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Re: Should I upgrade my beat up car?

Post by EJS22 » Wed Oct 05, 2016 9:41 pm

I'm in the same boat with an older civic but higher miles. Literally having people tell me I need a new car :oops:

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snowshoes
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Re: Should I upgrade my beat up car?

Post by snowshoes » Wed Oct 05, 2016 9:45 pm

driftingaway wrote:Its finding that line. e.g. the plastic on the interior door handles is coming off and it sometimes will cut you if you open the door too quickly.
Its not exactly a maintenance issue, but its also not a terribly good impression to have to warn people that the car might try to cut them.
:P Thats what color coded duck tape is for! However todays WSJ claims auto's sales are in a trough, should you not have read the linked pages above concerning auto savings wisdom and agree
viewtopic.php?f=2&t=119712&start=50 Additionally: http://www.thetruthaboutcars.com/2010/0 ... ontenting/
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bottlecap
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Re: Should I upgrade my beat up car?

Post by bottlecap » Wed Oct 05, 2016 9:48 pm

Get something you can have a little pride in. But take care of it and repair stuff that breaks. There's no reason paint should be peeling on a 2002 and the interior should be a danger to anyone!

JT

health teacher
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Re: Should I upgrade my beat up car?

Post by health teacher » Wed Oct 05, 2016 10:04 pm

Don't stress too much either way. Sounds like you're in a good spot. Intelligently upgrade.

finite_difference
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Re: Should I upgrade my beat up car?

Post by finite_difference » Wed Oct 05, 2016 10:44 pm

If you upgrade, definitely go for a car with high safety ratings and side air bags. And consider automatic emergency braking. By getting a newer car you'll also get ESC. If you get all these features I think you can definitely rationalize it as a safety upgrade :)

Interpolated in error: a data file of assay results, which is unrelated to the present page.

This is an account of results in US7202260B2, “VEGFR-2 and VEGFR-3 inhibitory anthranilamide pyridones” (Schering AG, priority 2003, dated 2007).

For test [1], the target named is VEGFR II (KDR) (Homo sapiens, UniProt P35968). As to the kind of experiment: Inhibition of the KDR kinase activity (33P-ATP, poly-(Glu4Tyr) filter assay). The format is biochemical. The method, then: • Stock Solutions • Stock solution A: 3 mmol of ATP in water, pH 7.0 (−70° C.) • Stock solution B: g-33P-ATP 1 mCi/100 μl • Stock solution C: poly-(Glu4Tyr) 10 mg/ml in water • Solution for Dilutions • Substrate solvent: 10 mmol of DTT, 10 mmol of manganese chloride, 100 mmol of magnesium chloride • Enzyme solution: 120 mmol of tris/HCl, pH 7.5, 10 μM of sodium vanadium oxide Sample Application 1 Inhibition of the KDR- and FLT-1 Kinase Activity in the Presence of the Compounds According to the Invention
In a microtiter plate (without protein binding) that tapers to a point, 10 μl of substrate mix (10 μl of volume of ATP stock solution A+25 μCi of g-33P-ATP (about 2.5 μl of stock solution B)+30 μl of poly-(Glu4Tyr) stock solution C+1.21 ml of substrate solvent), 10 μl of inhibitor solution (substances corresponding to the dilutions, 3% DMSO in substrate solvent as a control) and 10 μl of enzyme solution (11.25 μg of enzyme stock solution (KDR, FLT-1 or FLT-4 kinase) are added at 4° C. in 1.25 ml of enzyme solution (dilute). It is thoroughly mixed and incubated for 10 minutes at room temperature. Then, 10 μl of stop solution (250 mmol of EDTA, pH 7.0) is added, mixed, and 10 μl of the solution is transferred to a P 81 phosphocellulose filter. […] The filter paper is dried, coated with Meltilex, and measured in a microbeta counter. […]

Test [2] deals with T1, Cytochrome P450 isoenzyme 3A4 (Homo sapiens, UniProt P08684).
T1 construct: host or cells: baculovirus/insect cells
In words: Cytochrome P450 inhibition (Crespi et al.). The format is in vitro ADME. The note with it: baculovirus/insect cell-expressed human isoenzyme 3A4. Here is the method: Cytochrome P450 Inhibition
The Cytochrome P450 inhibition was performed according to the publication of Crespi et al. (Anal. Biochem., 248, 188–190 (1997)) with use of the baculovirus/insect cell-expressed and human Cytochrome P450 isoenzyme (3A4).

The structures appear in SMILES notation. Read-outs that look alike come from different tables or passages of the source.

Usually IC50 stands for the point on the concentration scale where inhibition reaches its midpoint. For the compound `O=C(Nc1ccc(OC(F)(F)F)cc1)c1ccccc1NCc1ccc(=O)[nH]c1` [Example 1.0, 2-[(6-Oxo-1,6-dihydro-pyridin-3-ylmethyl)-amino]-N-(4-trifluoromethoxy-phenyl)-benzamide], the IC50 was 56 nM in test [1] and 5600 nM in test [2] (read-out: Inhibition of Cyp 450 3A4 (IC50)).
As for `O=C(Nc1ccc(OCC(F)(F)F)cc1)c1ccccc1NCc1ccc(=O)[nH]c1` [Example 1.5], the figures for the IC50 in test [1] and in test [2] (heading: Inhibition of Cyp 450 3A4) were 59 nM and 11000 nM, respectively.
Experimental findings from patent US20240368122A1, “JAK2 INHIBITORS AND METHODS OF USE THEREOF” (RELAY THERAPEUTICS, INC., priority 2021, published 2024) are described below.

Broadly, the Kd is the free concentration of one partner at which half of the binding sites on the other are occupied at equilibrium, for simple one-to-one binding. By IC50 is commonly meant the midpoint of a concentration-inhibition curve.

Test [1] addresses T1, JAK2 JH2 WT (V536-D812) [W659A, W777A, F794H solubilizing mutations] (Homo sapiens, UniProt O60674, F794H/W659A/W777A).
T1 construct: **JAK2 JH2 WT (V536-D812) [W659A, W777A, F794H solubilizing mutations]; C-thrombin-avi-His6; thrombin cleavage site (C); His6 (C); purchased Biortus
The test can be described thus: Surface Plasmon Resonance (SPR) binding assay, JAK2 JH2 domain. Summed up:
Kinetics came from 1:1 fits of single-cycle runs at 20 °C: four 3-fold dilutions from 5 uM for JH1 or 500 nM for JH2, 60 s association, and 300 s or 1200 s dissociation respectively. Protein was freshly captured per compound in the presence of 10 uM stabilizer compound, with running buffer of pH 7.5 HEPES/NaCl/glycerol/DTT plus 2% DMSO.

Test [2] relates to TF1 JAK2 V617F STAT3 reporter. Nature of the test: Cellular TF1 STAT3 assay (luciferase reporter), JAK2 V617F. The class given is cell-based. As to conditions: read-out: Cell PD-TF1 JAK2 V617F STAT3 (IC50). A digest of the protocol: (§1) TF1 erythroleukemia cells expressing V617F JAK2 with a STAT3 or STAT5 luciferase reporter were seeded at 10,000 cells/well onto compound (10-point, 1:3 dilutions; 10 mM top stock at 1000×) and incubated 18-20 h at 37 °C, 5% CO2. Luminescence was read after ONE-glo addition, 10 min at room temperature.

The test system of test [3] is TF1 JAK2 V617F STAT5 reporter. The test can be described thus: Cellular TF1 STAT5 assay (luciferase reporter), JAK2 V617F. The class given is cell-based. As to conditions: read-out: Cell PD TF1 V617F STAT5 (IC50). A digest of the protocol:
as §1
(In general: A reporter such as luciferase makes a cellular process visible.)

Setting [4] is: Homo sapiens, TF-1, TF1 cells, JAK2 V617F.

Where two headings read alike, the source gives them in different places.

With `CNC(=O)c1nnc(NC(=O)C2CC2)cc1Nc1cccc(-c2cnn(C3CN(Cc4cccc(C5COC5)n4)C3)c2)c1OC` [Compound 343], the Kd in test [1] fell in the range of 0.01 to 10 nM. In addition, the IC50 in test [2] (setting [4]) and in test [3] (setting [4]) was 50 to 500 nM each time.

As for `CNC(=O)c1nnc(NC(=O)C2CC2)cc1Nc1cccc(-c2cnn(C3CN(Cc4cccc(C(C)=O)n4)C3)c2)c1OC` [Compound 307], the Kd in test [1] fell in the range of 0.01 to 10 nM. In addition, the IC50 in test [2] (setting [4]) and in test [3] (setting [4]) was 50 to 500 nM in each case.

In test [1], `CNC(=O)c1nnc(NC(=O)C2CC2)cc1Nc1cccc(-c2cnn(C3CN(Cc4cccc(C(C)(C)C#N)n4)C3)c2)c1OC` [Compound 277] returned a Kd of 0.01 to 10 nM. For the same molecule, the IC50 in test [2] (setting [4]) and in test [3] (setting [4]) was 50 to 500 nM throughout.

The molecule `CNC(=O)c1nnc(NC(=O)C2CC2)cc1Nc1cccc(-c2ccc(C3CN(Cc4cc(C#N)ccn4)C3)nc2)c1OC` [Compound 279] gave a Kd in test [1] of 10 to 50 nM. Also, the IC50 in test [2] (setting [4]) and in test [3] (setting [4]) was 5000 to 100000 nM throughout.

The most precious gift we can offer anyone is our attention. - Thich Nhat Hanh

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sunny_socal
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Re: Should I upgrade my beat up car?

Post by sunny_socal » Thu Oct 06, 2016 12:20 am

Let me be the first to say "Just get a new Honda or Toyota." They're very close in price to the used versions. At this point in life it's really not that much of a splurge to get a _tool_ that can get you and your passengers safely around town.

I drove a beat up old car once upon a time, the interior was falling apart, the AC didn't work so I kept the windows down. I took my boss out to lunch and asked "Are you cool enough?" He said "I can't hear you, it's too loud in here!!"

Bought a new car the next week :mrgreen:

letsgobobby
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Re: Should I upgrade my beat up car?

Post by letsgobobby » Thu Oct 06, 2016 1:45 am

2002 isn't all that old - I drive an 06 Toyota and feel like it's in great shape, though not super clean. I'm about to do $800 worth of preventative maintenance to keep it going another 50k miles and 3 years.

But my 06 has ESC. Does your 02 have ESC? Especially in a place with bad winters, getting ESC is worth it and if you can afford a newer car, I'd go for it before the snow and ice arrive.

sambb